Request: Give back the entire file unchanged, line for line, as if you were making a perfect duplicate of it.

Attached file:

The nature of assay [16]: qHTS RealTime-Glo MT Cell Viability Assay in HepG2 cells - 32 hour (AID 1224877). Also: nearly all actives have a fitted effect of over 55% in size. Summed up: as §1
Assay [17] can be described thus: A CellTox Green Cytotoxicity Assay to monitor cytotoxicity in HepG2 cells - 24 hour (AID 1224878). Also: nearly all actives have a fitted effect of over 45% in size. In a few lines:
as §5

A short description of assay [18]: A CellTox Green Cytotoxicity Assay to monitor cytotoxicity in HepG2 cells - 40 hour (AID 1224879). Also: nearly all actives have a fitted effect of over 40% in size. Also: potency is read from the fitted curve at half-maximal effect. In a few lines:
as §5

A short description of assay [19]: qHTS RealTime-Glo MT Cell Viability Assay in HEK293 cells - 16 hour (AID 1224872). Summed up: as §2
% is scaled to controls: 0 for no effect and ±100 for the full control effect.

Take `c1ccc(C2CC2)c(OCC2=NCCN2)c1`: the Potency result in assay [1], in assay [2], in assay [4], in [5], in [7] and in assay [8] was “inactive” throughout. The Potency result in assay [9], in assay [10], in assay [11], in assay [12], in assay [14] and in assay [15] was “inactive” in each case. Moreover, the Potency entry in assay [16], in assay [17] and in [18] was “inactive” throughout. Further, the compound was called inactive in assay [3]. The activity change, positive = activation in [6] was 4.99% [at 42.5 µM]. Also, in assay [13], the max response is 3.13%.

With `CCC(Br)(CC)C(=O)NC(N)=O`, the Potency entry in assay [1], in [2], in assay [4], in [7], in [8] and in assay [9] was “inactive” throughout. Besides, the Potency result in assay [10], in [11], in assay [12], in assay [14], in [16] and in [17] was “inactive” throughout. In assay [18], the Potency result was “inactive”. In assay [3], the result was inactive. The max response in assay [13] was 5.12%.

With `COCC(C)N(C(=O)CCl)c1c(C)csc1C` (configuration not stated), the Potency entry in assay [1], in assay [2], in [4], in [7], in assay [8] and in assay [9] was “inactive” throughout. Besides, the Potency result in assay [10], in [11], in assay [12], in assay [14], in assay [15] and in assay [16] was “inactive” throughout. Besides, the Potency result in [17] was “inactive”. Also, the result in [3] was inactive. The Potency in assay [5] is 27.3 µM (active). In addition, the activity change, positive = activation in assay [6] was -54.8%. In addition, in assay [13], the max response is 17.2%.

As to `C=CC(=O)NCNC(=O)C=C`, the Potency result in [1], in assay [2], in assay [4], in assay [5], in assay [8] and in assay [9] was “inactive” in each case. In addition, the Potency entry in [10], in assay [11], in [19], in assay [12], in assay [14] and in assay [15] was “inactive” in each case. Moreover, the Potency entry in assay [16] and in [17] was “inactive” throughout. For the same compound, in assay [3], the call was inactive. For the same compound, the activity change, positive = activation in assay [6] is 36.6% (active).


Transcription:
The nature of assay [16]: qHTS RealTime-Glo MT Cell Viability Assay in HepG2 cells - 32 hour (AID 1224877). Also: nearly all actives have a fitted effect of over 55% in size. Summed up: as §1
Assay [17] can be described thus: A CellTox Green Cytotoxicity Assay to monitor cytotoxicity in HepG2 cells - 24 hour (AID 1224878). Also: nearly all actives have a fitted effect of over 45% in size. In a few lines:
as §5

A short description of assay [18]: A CellTox Green Cytotoxicity Assay to monitor cytotoxicity in HepG2 cells - 40 hour (AID 1224879). Also: nearly all actives have a fitted effect of over 40% in size. Also: potency is read from the fitted curve at half-maximal effect. In a few lines:
as §5

A short description of assay [19]: qHTS RealTime-Glo MT Cell Viability Assay in HEK293 cells - 16 hour (AID 1224872). Summed up: as §2
% is scaled to controls: 0 for no effect and ±100 for the full control effect.

Take `c1ccc(C2CC2)c(OCC2=NCCN2)c1`: the Potency result in assay [1], in assay [2], in assay [4], in [5], in [7] and in assay [8] was “inactive” throughout. The Potency result in assay [9], in assay [10], in assay [11], in assay [12], in assay [14] and in assay [15] was “inactive” in each case. Moreover, the Potency entry in assay [16], in assay [17] and in [18] was “inactive” throughout. Further, the compound was called inactive in assay [3]. The activity change, positive = activation in [6] was 4.99% [at 42.5 µM]. Also, in assay [13], the max response is 3.13%.

With `CCC(Br)(CC)C(=O)NC(N)=O`, the Potency entry in assay [1], in [2], in assay [4], in [7], in [8] and in assay [9] was “inactive” throughout. Besides, the Potency result in assay [10], in [11], in assay [12], in assay [14], in [16] and in [17] was “inactive” throughout. In assay [18], the Potency result was “inactive”. In assay [3], the result was inactive. The max response in assay [13] was 5.12%.

With `COCC(C)N(C(=O)CCl)c1c(C)csc1C` (configuration not stated), the Potency entry in assay [1], in assay [2], in [4], in [7], in assay [8] and in assay [9] was “inactive” throughout. Besides, the Potency result in assay [10], in [11], in assay [12], in assay [14], in assay [15] and in assay [16] was “inactive” throughout. Besides, the Potency result in [17] was “inactive”. Also, the result in [3] was inactive. The Potency in assay [5] is 27.3 µM (active). In addition, the activity change, positive = activation in assay [6] was -54.8%. In addition, in assay [13], the max response is 17.2%.

As to `C=CC(=O)NCNC(=O)C=C`, the Potency result in [1], in assay [2], in assay [4], in assay [5], in assay [8] and in assay [9] was “inactive” in each case. In addition, the Potency entry in [10], in assay [11], in [19], in assay [12], in assay [14] and in assay [15] was “inactive” in each case. Moreover, the Potency entry in assay [16] and in [17] was “inactive” throughout. For the same compound, in assay [3], the call was inactive. For the same compound, the activity change, positive = activation in assay [6] is 36.6% (active).